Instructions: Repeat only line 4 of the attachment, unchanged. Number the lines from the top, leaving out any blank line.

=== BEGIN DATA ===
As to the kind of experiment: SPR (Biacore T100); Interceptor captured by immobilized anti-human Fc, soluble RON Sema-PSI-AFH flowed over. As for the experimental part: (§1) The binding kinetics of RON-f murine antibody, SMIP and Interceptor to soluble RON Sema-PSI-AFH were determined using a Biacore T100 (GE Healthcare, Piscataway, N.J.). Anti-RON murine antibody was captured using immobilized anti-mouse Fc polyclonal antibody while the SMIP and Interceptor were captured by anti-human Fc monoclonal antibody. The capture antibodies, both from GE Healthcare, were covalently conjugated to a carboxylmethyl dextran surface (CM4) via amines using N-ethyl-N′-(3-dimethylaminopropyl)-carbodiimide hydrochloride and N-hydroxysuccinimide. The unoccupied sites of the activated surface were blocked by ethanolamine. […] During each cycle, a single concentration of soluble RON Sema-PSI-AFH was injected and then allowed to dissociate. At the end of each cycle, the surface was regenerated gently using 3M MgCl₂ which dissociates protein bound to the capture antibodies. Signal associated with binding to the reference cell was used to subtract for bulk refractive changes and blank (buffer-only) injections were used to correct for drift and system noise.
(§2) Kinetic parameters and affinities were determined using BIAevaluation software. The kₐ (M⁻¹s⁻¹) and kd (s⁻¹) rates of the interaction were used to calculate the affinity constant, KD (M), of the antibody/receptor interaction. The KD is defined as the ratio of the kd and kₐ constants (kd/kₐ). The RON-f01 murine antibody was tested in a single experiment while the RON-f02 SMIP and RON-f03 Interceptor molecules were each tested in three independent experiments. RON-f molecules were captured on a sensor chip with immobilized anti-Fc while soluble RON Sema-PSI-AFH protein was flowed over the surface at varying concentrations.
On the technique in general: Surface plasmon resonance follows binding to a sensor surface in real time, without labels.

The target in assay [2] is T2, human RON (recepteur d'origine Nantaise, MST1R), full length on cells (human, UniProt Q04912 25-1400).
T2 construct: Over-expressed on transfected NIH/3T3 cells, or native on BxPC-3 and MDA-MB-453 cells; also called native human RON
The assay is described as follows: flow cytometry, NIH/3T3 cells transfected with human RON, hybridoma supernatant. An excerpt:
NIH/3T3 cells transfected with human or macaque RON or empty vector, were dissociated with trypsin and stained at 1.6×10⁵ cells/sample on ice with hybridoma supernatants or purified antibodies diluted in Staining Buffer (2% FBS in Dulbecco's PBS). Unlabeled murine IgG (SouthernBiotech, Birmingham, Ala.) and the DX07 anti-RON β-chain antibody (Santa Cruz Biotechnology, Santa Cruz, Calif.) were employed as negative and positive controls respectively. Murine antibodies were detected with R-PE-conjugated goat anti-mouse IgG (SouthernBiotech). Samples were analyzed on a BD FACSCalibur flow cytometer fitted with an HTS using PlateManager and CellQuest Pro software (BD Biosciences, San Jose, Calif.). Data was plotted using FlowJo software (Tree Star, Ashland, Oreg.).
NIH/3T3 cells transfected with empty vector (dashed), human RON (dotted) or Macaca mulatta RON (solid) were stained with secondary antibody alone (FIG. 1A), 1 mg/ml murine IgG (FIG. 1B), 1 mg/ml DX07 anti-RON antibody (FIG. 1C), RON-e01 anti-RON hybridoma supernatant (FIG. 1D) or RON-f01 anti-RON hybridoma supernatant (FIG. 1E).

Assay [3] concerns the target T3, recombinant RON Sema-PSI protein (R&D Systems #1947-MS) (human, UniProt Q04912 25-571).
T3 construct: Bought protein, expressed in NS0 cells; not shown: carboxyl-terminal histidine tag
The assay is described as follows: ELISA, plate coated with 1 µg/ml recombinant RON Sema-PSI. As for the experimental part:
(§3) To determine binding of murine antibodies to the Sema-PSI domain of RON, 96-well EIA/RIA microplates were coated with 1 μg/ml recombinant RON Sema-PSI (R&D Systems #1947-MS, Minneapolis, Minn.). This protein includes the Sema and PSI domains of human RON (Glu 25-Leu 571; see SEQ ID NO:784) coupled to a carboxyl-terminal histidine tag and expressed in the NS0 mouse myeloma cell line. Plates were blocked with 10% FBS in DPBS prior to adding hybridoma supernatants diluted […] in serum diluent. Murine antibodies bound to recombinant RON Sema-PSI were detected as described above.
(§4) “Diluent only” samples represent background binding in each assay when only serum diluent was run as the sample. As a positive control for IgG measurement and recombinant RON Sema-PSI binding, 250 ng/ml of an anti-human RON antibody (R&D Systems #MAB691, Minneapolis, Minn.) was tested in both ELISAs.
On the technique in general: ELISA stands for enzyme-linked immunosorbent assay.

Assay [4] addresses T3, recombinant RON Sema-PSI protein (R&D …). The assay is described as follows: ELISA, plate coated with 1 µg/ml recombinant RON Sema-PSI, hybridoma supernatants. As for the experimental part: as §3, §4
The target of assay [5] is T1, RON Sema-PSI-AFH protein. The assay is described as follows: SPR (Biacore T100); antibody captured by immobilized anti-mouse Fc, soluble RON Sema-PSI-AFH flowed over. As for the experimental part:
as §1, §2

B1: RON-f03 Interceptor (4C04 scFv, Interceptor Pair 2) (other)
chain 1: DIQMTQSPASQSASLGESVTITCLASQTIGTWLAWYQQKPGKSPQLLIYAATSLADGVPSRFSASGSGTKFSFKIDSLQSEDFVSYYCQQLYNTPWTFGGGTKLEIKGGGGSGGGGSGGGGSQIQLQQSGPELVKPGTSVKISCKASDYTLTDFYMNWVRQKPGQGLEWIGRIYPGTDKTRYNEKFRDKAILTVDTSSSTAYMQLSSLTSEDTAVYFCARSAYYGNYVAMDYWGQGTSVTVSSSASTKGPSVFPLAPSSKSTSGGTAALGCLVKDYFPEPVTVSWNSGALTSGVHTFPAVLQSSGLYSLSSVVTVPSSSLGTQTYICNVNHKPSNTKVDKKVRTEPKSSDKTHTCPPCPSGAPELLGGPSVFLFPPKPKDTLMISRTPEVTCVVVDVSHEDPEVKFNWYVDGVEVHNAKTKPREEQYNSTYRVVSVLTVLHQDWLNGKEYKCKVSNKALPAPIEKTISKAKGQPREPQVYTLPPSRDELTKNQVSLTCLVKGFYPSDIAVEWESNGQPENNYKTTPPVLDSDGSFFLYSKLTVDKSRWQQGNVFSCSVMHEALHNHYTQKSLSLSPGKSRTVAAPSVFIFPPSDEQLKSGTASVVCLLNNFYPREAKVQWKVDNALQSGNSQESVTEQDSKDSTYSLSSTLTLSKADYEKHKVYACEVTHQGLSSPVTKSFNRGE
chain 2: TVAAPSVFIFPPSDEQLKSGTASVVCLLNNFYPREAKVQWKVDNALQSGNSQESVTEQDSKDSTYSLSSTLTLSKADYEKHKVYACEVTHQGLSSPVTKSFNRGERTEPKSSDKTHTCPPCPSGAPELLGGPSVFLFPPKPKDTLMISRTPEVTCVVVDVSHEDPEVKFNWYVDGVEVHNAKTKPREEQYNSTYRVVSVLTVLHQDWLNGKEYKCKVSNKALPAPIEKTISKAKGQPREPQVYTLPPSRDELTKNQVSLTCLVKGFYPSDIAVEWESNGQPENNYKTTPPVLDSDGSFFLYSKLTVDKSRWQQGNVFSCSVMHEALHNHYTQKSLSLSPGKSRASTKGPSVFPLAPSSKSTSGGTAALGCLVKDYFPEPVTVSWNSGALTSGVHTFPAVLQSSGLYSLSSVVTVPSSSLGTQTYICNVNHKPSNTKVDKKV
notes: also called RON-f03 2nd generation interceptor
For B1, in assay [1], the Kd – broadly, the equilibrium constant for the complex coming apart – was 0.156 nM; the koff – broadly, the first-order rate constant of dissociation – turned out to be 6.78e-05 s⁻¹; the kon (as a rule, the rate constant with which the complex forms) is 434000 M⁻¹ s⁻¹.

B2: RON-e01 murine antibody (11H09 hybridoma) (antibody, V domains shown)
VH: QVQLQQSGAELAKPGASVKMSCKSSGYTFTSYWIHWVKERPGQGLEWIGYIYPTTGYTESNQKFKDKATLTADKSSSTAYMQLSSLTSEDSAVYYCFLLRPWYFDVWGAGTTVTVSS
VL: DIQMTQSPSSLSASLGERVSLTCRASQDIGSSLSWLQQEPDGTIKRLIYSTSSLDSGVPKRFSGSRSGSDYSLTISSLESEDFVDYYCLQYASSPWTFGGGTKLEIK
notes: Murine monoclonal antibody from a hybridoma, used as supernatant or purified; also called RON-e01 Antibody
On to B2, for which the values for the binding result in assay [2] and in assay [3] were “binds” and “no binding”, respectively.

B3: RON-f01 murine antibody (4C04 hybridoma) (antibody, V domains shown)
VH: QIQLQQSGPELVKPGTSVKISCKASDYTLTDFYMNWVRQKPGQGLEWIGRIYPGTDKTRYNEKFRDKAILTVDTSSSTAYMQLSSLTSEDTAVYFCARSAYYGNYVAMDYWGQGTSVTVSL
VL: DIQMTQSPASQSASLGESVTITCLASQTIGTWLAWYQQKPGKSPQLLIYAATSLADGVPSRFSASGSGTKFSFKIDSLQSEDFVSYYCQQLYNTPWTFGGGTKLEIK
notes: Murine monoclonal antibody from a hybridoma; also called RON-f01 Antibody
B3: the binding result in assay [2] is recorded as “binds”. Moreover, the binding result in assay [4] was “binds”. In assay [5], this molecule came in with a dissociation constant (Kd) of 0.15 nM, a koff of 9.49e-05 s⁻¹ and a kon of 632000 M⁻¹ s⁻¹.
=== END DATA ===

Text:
The target in assay [2] is T2, human RON (recepteur d'origine Nantaise, MST1R), full length on cells (human, UniProt Q04912 25-1400).